Roaming around our basement while looking for supplies, I wondered how I could make my elevator without glass. All of the sudden, I had this idea that I could use our laundry chute as the makeshift elevator shaft. The chute travels through all three floors, and its final destination is the basement laundry room. This project would be quite doable. There were no architectural problems with this new plan because the chute already existed in our house. My elevator car was a small wicker basket that would operate as a pulley system, carrying our laundry up and down, with stops at each floor. My Dad and I assembled the contraption by knotting thick twine around the basket handles. For a professional flourish, I created elevator control panels out of small styrofoam pads that I attached inside each chute door. The controls, a colorful array of buttons from our craft bin, were labeled basement, first floor, and penthouse. To this day, when I run my finger over the pink penthouse button, I think about how turning an impossible dream into a tangible reality is less about supplies and more about perseverance.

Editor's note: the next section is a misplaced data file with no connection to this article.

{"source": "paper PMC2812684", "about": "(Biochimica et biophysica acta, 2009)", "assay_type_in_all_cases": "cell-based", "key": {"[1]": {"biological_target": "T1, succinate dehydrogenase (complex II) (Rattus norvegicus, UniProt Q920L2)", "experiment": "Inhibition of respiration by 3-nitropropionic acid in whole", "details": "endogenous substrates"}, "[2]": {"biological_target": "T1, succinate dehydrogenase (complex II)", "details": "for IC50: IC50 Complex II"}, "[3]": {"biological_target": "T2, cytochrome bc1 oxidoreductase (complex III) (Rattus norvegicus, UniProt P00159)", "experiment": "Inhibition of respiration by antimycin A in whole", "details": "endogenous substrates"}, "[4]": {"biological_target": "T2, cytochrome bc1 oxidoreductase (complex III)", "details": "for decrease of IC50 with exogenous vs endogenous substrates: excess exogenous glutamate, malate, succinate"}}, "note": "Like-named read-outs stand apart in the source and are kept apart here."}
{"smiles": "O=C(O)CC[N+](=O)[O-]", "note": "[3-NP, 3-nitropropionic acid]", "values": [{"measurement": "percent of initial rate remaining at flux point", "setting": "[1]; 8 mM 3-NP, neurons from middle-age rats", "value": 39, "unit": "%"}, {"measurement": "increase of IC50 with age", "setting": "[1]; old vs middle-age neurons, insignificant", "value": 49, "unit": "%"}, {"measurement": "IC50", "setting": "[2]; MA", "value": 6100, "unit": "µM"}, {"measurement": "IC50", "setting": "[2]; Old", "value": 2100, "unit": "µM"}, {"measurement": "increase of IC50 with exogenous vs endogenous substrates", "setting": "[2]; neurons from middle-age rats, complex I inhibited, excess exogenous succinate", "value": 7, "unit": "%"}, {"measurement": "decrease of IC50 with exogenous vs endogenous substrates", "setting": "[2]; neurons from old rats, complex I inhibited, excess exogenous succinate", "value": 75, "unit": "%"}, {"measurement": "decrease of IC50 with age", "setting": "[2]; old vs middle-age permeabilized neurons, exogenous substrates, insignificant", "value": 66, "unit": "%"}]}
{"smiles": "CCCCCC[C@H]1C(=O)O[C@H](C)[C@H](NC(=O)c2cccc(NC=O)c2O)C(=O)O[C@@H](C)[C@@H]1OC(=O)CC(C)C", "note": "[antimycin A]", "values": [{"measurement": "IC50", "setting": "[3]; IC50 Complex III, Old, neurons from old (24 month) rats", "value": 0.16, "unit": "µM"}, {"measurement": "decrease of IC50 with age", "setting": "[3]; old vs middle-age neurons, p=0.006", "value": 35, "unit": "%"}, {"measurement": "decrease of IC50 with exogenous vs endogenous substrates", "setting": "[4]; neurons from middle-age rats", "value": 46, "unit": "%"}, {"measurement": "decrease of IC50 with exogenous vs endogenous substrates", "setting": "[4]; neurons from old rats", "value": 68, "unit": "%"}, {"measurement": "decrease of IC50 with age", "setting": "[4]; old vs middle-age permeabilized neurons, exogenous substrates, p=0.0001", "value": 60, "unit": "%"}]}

I like to think of myself as the never-give-up type, always trying my best. I believe my elevator story exemplifies this philosophy, although I’ll be the first to admit that my earnest request for a glass elevator has the quirky charm of a six-year-old and has become an inside joke in my family. Whenever an idea seems overreaching or next to impossible, we call it a glass-elevator idea. I’ll never live it down. However, upon reflection, my change of plans, or “rapid design change” as my Lower School Art Teacher Mrs. Jones would say, illustrates the larger idea that we can do anything as long as we keep thinking and keep trying. After successfully making my elevator basket, I realized that I could set a goal for myself, work hard, and achieve results. The end result might not have been what I originally thought it would be, but I was really proud of that basket, and the experience ended up being an amazing and educational moment. My light bulb moment, if you will. I’m not saying I unlocked the secrets of life, but it was one of the first times I can remember where I understood the meaning and the value of setting goals and reaching for them. And I’m not just talking about elevators anymore.

"There are times when I want to give up. There are times when I do give up. More often, I keep going. And when I push myself to go the extra mile, it’s always worth it in the end."